GOA assert in the complaint that New York state put forward “several blatantly unconstitutional new infringements of the enumerated right to keep and bear arms.”

The case of the filed lawsuit is called Antonyuk v. Bruen, 1:22-CV-734. The plaintiffs are gun owner Ivan Antonyuk, Gun Owners of America Inc., its foundation, and its New York affiliate. Defendant Kevin Bruen is superintendent of the New York State Police.

The executive director and board member of GOA, Sam Paredes, reportedly said in an interview that the group was confident they would win the lawsuit. He described the CCIA as “an angry, vicious response to the Supreme Court ruling” and that New York lawmakers had given “Justice [Clarence] Thomas the middle finger.”

Paredes went on to say:

We are confident that we will pretty much overturn everything they did in this legislative package because they were clearly in violation of the direct ruling in New York State Rifle and Pistol Association v. Bruen.

The lawsuit particularly targets the CCIA’s “good moral character” requirement, in which permit applicants provide character references and social media posts for government inspection, and a vast array of new bureaucratic fees described as a “Second Amendment tax.” Paredes added that there is no clear definition of “good moral character” in New York’s written laws passed by legislation or any other state’s statutes for that matter.

Although the CCIA does not explicitly define “hate” such a term can transform into whatever New York officials want in today’s politically heated and polarized climate.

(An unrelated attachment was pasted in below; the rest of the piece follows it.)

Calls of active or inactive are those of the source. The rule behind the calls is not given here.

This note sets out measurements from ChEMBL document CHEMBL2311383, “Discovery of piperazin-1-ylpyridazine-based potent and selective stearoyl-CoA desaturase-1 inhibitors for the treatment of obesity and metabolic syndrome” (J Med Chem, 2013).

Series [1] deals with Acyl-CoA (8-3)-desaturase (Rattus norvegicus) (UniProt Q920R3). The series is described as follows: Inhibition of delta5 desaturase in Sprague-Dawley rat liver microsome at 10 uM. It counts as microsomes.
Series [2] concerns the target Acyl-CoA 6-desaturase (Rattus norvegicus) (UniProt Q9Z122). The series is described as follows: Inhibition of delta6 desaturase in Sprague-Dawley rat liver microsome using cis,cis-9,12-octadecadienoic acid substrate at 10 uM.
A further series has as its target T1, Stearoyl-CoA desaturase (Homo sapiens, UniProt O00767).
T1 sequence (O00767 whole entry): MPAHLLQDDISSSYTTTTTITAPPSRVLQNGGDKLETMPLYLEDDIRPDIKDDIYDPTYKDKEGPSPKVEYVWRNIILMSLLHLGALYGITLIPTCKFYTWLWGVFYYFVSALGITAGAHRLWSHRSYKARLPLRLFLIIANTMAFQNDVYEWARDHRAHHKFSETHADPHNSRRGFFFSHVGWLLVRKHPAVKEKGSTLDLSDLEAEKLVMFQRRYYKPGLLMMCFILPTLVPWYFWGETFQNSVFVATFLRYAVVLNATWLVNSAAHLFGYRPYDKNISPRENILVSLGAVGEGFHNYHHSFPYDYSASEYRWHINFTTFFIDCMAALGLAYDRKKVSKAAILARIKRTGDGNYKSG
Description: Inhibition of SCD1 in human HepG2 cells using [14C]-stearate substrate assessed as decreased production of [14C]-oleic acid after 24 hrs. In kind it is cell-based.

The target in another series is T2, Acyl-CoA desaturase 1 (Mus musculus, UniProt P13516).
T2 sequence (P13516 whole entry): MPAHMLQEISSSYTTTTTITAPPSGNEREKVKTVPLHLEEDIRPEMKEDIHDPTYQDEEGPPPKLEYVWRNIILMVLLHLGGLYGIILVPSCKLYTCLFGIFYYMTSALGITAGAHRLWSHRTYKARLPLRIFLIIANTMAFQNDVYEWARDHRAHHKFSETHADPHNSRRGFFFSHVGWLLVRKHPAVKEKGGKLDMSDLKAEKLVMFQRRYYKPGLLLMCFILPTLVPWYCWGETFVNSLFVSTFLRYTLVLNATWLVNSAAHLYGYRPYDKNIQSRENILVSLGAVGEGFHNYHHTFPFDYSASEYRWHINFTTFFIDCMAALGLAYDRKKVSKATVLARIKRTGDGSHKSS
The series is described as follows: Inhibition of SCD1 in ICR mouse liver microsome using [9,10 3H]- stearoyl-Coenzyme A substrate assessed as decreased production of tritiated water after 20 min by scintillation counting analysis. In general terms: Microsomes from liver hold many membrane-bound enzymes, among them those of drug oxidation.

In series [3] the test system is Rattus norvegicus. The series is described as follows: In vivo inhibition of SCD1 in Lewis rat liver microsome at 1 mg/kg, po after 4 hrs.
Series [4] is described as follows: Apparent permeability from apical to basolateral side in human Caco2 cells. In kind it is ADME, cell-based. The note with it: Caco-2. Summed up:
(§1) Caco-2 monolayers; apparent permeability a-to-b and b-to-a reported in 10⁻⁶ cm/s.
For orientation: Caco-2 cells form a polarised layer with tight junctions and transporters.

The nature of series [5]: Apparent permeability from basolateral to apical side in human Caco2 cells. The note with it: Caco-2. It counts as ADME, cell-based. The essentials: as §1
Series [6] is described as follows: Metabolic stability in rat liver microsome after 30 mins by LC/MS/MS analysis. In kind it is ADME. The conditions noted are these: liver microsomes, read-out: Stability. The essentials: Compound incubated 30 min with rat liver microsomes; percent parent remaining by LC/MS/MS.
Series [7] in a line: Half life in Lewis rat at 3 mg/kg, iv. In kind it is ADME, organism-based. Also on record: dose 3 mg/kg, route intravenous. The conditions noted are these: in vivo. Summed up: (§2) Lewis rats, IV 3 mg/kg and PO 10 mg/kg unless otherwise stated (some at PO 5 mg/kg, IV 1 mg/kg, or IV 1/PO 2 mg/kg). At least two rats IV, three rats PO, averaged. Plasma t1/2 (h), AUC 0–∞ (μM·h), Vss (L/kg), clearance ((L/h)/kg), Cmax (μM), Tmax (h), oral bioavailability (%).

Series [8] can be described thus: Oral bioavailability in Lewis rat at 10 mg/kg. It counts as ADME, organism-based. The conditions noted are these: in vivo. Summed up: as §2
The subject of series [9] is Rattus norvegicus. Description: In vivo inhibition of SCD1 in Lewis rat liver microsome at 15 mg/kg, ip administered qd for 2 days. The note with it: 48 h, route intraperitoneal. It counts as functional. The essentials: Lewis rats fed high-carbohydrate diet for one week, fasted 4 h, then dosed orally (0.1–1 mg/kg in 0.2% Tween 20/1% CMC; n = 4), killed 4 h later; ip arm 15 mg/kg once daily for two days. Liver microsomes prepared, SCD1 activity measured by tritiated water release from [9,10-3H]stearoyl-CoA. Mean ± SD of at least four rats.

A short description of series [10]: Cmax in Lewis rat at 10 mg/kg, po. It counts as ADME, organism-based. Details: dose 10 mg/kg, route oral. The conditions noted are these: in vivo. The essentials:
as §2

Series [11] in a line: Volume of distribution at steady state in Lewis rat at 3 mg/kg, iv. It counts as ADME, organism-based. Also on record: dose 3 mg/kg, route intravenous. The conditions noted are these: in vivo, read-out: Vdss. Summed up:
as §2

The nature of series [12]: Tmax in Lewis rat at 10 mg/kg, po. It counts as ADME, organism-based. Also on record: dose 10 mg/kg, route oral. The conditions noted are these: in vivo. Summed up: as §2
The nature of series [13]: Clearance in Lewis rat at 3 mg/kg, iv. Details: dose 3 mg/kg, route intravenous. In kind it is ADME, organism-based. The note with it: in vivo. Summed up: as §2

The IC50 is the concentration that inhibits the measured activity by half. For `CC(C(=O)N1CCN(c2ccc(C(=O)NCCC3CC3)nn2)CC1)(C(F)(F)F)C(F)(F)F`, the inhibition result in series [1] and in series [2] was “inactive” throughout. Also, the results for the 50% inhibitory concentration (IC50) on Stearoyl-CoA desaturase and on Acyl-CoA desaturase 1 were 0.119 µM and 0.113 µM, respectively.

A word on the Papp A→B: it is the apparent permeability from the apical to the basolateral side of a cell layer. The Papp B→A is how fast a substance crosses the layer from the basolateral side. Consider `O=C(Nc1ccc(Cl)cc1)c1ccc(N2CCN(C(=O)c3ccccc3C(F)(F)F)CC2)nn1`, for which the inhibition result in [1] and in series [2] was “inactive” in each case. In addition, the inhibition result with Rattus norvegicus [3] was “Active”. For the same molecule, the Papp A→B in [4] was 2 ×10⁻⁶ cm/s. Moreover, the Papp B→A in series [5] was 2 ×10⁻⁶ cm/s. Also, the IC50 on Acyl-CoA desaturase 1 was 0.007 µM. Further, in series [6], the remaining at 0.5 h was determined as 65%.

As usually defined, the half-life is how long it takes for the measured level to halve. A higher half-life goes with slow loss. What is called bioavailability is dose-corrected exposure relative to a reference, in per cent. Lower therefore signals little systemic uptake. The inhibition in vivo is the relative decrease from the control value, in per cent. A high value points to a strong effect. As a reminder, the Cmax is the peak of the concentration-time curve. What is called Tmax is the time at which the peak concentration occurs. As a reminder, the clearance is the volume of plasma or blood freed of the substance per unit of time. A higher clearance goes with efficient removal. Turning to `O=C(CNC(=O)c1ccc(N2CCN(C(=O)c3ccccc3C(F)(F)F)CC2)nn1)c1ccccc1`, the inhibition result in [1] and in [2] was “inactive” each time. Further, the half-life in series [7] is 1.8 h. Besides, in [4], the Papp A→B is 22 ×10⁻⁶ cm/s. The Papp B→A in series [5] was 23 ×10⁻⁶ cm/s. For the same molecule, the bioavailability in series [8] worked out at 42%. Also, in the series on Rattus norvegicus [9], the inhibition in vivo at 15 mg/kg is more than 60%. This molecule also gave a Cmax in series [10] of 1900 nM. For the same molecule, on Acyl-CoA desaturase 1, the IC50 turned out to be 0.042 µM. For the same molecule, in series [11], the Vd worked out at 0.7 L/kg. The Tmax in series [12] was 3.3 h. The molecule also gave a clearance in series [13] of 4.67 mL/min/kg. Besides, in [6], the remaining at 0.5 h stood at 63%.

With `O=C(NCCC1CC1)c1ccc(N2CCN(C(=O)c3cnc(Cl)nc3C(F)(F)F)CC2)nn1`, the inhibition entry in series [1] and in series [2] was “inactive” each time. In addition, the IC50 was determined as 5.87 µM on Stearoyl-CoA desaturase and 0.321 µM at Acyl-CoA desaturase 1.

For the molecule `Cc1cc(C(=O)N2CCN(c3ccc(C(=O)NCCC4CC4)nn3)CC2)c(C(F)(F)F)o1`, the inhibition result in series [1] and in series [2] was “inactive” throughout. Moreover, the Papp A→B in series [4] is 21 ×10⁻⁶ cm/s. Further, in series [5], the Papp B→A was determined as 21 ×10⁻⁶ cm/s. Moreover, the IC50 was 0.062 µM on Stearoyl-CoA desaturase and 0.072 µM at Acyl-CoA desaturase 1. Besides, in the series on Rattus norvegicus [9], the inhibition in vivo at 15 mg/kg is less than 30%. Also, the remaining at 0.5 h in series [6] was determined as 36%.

Paredes reasoned the following about postings on social media:

[P]eople will say stuff that they don’t understand what it means, or they do understand, but they want to express something. And they have the First Amendment right to do so. Now, New York and California want to use the expression of a First Amendment right, as a reason to deny a Second Amendment right.

Indeed, it would be arguably unconstitutional to use one constitutional right to invalidate another constitutional right.

Some who observe the federal government’s treatment of Navarro and New York state’s blatant disregard for the SCOTUS ruling might feel discouraged about the American legal system and the respect (or lack thereof) for the Constitution.

Yet, the Founding Fathers advocated for seats of power as opposed to an aristocracy or a monarchy, and they designed a government that would resist mob rule. Moreover, they took human nature as it is, “without flattering its virtue or exaggerating its vices” and considered government a necessary evil. Consequently, the Constitution was framed with measures including separation of powers, and checks and balances to protect the United States from tyranny.

We can derive wisdom from those great men.

John Adams once said:

As the happiness of the people is the sole end of government, so the consent of the people is the only foundation of it, in reason, morality, and the natural fitness of things.

And Benjamin Franklin expressed:

Only a virtuous people are capable of freedom. As nations become corrupt and vicious, they have more need of masters.

We continue to witness, today, in America, resilient men and women who challenge the actions taken by fellow Americans in government through the legal system because they continue to believe in the republic, and they continue to believe in the Constitution.

Content syndicated from Dear Rest of America with permission

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Dear Rest Of America

Dear Rest Of America is a newsletter written by Cameron Keegan, who independently researches and writes about American politics, faith and culture affecting young people through a conservative disposition. To learn more, visit Dear Rest Of America and for questions, send an email to ckeeganan@substack.com